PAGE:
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Old 09-07-2013, 02:53 PM   #3
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+1

First point: You really don't need to pay anything in fees to add to a mutual fund if you choose the right place to do it.

Second: No offense, but it sounds like your assumptions might be a little off.
"needing" a 10% return has to be based on a very limited set of assumptions.

Instead, why not think in terms of either:
increasing your contributions
or
adjusting your goals.

As you're no doubt starting to realize, there are quite a lot of parameters to consider when looking at your retirement financing. But there are also quite a lot of good resources available to help.
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Old 09-07-2013, 04:34 PM   #4
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Hey Luhar,
Welcome here.

"Upgrading" is a new term for me but I guess it refers to ditching a high fee fund and latching onto a low fee fund family like Vanguard.

Quote:
I was wondering if there are any good books on the topic and how someone who saves relatively small amounts of money on a regular basis can use the strategy without incurring ridiculous transaction fees.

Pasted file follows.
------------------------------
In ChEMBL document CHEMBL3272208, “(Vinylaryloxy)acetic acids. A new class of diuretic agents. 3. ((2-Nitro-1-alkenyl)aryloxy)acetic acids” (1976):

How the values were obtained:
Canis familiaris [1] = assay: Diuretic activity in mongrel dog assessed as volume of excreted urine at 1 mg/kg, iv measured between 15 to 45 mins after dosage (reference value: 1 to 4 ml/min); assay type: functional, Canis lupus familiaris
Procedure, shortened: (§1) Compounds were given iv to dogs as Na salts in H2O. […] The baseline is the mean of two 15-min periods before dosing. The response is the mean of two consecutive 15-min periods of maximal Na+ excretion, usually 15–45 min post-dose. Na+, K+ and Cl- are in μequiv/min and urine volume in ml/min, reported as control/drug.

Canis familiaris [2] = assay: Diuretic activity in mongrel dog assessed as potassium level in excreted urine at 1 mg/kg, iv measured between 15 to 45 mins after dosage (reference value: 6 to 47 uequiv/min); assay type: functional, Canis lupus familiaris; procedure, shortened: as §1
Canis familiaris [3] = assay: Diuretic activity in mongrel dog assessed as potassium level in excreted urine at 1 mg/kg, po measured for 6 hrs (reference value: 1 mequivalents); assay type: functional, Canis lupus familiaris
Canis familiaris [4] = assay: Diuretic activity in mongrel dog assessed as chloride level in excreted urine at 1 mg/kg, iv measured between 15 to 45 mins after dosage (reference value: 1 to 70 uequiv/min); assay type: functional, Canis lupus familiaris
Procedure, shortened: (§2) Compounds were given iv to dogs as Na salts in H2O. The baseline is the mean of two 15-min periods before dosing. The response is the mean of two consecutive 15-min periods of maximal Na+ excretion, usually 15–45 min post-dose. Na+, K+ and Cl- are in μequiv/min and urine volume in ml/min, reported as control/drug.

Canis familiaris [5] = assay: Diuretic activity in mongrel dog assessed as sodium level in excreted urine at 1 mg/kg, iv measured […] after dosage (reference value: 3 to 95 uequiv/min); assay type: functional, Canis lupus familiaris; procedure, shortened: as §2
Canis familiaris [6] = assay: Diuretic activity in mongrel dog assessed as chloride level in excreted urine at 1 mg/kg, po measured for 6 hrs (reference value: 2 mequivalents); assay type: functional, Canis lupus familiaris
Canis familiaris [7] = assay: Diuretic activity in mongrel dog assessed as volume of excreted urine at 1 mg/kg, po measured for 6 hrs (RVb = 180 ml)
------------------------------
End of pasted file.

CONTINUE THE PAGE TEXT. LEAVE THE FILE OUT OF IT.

Here is a link to the Bogleheads wiki that lists many excellent books on the subject. You may have read some of them, but they are all on topic.
Bogleheads • View topic - Books
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Old 09-07-2013, 04:45 PM   #5
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A $17 fee on a $50 deposit is an overwhelming wall to overcome. It's killing you, you are starting out four steps behind.

The market doesn't care what you 'need' - it will deliver what it delivers. If you think that's not feasible in index funds, what makes you think it is feasible in other investments?

I don't know what you mean by an 'upgrading' strategy.

-ERD50
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Old 09-07-2013, 06:09 PM   #6
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Thanks for all of the feedback. I really appreciate it. If anyone who's posted is still following I can try to address some of the comments that have been made.